L. H. Roper. Conceiving Carolina: Proprietors, Planters, and Plots, 1662-1729. New York: Palgrave Macmillan, 2004. viii + 214 pp. $55.00 (cloth), ISBN 978-1-4039-6479-3.
Reviewed by Ben Marsh (Department of History, University of Stirling)
Published on H-Atlantic (May, 2005)
Plotting Carolina on Anglo-American Axes
In this dense and intense account of shifting political sands in proprietary Carolina, L. H. Roper challenges a number of commonly held assumptions about the colony in its infancy. South Carolinian settlement was dominated by Barbadians, who inexorably dragged with them a model of plantation slavery which they looked to recreate just as soon as they hit on a suitable staple crop. The Goose Creek Men, a handful of fractious settlers who dominated the region around Charles Town and thus the provincial assembly, sought at every possible juncture to thwart the inept Lords Proprietor and their antiquated schemes to establish feudal baronies that might bolster their incomes. Obstreperous settlers refused to submit to executive power, shunned the constitutional system favored by the proprietors, stifled religious toleration in favor of a taut Anglicanism, and inevitably brought down the proprietary regime in a coup in 1719. This narrative (albeit rather caricatured here), and the assumptions which underlie it, is the adversary against which Roper launches a flurry of assaults.
Roper's challenges are based on extensive and impressive archival research, as is evidenced in the 575 endnotes. These meticulous findings, in conjunction with a number of critical gaps in the historical record, lead readers of Conceiving Carolina down a number of unexpected avenues. Roper focuses almost relentlessly upon the expectations, motivations, and behavior of the leading metropolitan Lords Proprietor and their principal provincial agents and provocateurs. Unsurprisingly, such scrutiny tends to complicate attempts to separate and categorize them into consistent factions: proprietary vs. non-proprietary, planter vs. Indian trader, or Anglican vs. dissenter.
The Lords Proprietor, Roper argues in chapter 1, were motivated as much by public service as by private interest: "it does not appear ... that the Lords primarily regarded Carolina as an opportunity to make money neither did they hold out any particular expectations for their American estates" (p. 26). His analysis of the Fundamental Constitutions, an organizational framework for Carolina famously co-authored by John Locke, also leads him to be less skeptical than other historians about the proprietors and their plans. The critical factor here, which differentiates Roper from others, such as Meaghan Duff, is the amount of emphasis and credibility he places on the processes of deputization and delegation that were written into the contract. Roper's proprietors are less meddlesome in theory as well as in practice.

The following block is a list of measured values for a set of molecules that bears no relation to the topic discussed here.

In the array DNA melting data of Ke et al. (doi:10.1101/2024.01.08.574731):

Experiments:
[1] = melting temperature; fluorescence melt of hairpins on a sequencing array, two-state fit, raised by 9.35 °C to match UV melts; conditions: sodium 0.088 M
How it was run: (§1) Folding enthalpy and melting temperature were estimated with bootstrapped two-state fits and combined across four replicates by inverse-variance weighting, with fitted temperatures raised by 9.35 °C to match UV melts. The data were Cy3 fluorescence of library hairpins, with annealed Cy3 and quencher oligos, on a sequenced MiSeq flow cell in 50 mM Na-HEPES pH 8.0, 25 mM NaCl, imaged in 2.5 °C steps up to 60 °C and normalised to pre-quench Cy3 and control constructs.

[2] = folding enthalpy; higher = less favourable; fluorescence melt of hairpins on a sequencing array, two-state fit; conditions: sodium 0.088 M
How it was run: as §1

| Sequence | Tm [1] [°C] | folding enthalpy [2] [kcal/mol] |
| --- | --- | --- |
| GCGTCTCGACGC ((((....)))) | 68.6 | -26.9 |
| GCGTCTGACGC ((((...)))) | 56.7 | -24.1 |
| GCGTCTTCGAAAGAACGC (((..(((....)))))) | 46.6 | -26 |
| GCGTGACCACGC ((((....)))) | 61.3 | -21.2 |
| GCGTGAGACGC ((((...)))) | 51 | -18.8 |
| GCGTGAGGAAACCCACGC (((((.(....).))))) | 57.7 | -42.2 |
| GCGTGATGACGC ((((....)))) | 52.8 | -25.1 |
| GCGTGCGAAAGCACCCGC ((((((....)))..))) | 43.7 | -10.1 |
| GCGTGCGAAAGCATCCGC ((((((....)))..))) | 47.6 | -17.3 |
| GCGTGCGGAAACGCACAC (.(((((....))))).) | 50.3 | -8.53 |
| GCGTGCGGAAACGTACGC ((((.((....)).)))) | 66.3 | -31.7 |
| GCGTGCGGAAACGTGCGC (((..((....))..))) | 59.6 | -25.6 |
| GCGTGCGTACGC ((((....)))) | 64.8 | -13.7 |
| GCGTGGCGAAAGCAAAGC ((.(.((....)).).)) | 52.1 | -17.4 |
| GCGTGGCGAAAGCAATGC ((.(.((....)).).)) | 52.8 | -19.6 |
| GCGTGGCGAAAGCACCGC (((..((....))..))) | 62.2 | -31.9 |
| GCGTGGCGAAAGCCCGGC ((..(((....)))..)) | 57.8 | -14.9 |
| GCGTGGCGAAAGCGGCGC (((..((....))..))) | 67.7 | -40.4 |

In subsequent chapters, Roper turns to other purported weaknesses in his adversary, the "customary view of early South Carolina's development" (p. 52), relating to the settlers themselves. He contends that Barbadian influence, especially among the Goose Creek Men, has been overstated, observing that a substantial proportion of their leaders arrived directly from England, and had no prior experience of slavery. The characterization of the Barbadian party as Anglican is also challenged, on the basis that there is no record of a clergyman in the colony prior to 1695. Finally, Roper disputes that the Goose Creek Men formed a consistent "anti-proprietary" faction at all in Carolina, or that they repudiated Lord Ashley's vision of a colony with a hereditary aristocracy and entailed estates because it restricted their activities. Roper stresses that Maurice Mathews and his Goose Creek co-conspirators never objected to the Constitutions on philosophical grounds, and that they viewed themselves as clients who "still had a regard for the duty they owed their masters" (p. 53). More persuasively, he traces their voluble recourse to the original socio-political framework every time proprietors tried to amend regulations in the 1670s and 1680s.
Conceiving Carolina is a story of contention and competition, of shifting allegiances and erupting factionalism--just not necessarily along the fault lines that other historians have described. Roper's pugilistic style, unlike that of his Indian-raiding historical subjects, takes few prisoners, and in places vehemently opposes the syntheses of Eugene Sirmans, Robert M. Weir, and Verner Crane. But if much of this is rather negative, Conceiving Carolina does make some important positive contributions to our understanding of the evolution of the province. The central deterministic feature outlined in the book is the trade in Indian slaves. Almost all of the structural aftershocks that Roper documents in Carolina's political evolution were generated by this fault line and its consistent volcanic activity between the colony's founding and the cataclysmic Yamassee War of 1715, which helped bring about the anti-proprietary rebellion.